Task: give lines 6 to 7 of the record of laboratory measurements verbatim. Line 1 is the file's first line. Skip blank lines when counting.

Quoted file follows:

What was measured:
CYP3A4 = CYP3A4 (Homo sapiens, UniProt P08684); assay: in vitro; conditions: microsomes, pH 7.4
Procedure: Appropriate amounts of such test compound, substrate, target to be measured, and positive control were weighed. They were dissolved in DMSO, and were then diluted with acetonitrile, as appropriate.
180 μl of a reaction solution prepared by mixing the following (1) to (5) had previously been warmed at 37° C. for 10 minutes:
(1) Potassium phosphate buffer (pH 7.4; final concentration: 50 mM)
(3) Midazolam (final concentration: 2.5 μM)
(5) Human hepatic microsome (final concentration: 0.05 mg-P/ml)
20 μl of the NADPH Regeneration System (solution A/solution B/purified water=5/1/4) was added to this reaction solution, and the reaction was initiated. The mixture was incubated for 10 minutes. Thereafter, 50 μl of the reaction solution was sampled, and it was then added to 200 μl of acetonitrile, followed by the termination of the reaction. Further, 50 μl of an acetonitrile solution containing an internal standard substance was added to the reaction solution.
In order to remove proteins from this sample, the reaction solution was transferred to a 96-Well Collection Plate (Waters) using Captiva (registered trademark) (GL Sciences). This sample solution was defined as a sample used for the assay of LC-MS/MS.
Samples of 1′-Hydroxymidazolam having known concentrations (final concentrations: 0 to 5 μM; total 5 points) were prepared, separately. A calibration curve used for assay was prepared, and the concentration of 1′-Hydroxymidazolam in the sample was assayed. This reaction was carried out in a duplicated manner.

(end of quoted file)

(3) Midazolam (final concentration: 2.5 μM)
(5) Human hepatic microsome (final concentration: 0.05 mg-P/ml)